A Google Glass alternative has arrived in the form of the nerdy-looking Sony SmartEyeglass for which the latter is now asking developers to build apps. We honestly love advancements in technology just as much as the next person, but gadget designs like these are so conspicuous, we don’t see them entering commercial acceptance at any stage in the near future.
Until someone invents something less prominent such as high-tech fantasy lenses like the ones in the video called Sight (scroll down for it), we’ll have to continue grumbling about the aesthetics of the SmartEyeglass or Google Glass. Right now, Sony’s creation looks a bit clunky comparatively since it’s still in its prototype stage.
The Sony SmartEyeglass glass syncs with the user’s handset and pulls up relevant information that is beamed right into the their field of vision in the form of text, symbols or images. One really interesting difference it has as compared to the Google Glass has to do with the way content is displayed to the wearer.
If you look at the Google Glass in the picture below, there’s a small half mirror reflecting the stuff sent to it via the inbuilt nano-projector. Sony does it in a more impressive manner by use of a 85% transparent lens imbibing hologram optics technology to prevent any part of the eye-wear from obstructing your view.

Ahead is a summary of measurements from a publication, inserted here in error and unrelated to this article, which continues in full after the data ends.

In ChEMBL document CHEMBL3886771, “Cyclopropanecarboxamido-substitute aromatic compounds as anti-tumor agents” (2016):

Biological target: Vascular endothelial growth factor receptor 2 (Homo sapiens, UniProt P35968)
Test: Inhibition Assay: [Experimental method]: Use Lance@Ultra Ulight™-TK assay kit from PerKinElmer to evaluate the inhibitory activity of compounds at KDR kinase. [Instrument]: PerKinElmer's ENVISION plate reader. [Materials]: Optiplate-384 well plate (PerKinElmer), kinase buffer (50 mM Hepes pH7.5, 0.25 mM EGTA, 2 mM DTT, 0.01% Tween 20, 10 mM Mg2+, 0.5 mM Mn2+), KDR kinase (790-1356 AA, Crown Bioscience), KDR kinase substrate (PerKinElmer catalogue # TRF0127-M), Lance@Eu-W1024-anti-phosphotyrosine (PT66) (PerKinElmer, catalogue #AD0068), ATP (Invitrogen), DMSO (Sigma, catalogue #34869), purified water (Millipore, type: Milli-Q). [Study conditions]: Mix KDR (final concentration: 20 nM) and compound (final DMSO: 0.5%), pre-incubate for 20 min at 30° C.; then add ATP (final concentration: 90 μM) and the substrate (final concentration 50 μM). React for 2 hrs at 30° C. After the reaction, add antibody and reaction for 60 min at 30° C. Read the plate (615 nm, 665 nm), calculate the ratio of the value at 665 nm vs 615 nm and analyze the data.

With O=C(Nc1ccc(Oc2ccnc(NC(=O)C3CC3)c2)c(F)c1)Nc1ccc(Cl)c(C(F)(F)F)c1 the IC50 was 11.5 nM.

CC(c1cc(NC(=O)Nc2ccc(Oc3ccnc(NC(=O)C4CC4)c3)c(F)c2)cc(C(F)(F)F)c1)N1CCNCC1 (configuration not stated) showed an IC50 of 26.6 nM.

Of course, the safety of having something so in your face that it’s practically like augmented reality does come into question. Would you be nearly ramming into people, lampposts, other vehicles and what not like Denzel Washington in Deja Vu? Then there’s the ugly controller with its touch sensor, mic and speaker.
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Even if the Sony SmartEyeglass is supposed to be connected to your handset sans any cables, the control pod might have to stay. The Android-dependent device also features a CMOS image sensor, Gyroscope, electronic compass, accelerometer and brightness sensor.